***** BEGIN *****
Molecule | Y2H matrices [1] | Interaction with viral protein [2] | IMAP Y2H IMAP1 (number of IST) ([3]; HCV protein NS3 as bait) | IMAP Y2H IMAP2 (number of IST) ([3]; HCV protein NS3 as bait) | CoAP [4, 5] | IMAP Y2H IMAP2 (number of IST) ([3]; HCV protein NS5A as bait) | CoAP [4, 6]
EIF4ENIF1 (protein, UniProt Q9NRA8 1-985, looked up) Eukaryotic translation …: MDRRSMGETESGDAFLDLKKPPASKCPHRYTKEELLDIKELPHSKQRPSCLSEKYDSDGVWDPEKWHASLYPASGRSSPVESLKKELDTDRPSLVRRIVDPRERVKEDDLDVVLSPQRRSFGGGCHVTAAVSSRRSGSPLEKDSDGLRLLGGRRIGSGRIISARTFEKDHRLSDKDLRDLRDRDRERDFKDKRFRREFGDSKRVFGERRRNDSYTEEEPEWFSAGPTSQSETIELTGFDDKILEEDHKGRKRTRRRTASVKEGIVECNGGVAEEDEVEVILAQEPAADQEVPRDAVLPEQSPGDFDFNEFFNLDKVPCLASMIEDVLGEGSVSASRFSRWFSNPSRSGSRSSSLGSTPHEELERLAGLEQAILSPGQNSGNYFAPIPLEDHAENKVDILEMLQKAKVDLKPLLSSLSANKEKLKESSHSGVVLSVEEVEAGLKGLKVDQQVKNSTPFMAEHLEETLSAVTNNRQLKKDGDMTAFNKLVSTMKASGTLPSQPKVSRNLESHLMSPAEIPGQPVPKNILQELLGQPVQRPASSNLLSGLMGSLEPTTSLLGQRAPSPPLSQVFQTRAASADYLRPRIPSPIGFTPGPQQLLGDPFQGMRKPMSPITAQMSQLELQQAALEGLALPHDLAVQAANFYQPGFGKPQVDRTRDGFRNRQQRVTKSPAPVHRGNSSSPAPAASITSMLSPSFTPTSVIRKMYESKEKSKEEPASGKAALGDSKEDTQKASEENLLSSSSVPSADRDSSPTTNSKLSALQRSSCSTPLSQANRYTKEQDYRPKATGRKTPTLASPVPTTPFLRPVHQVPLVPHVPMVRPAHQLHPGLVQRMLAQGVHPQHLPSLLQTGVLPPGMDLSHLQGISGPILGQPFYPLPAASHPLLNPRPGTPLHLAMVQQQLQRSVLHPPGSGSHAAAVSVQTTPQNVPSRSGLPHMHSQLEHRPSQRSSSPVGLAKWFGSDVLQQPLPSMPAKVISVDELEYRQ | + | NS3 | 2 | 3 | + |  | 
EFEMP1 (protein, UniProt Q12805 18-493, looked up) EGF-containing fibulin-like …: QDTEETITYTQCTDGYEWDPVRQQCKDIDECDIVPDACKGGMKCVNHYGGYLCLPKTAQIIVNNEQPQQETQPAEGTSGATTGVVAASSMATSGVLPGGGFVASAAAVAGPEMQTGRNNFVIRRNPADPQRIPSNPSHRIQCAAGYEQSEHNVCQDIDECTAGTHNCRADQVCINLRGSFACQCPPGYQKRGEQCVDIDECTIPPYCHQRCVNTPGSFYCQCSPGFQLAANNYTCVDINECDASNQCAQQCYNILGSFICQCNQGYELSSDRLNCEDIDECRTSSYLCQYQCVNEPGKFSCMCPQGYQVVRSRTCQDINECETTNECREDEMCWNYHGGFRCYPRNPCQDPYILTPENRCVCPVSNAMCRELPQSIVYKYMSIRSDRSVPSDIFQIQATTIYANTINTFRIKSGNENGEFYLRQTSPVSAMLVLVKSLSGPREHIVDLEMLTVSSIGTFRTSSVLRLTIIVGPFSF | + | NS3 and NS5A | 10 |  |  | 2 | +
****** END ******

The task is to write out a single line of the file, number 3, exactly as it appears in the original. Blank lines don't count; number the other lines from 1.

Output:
EFEMP1 (protein, UniProt Q12805 18-493, looked up) EGF-containing fibulin-like …: QDTEETITYTQCTDGYEWDPVRQQCKDIDECDIVPDACKGGMKCVNHYGGYLCLPKTAQIIVNNEQPQQETQPAEGTSGATTGVVAASSMATSGVLPGGGFVASAAAVAGPEMQTGRNNFVIRRNPADPQRIPSNPSHRIQCAAGYEQSEHNVCQDIDECTAGTHNCRADQVCINLRGSFACQCPPGYQKRGEQCVDIDECTIPPYCHQRCVNTPGSFYCQCSPGFQLAANNYTCVDINECDASNQCAQQCYNILGSFICQCNQGYELSSDRLNCEDIDECRTSSYLCQYQCVNEPGKFSCMCPQGYQVVRSRTCQDINECETTNECREDEMCWNYHGGFRCYPRNPCQDPYILTPENRCVCPVSNAMCRELPQSIVYKYMSIRSDRSVPSDIFQIQATTIYANTINTFRIKSGNENGEFYLRQTSPVSAMLVLVKSLSGPREHIVDLEMLTVSSIGTFRTSSVLRLTIIVGPFSF | + | NS3 and NS5A | 10 |  |  | 2 | +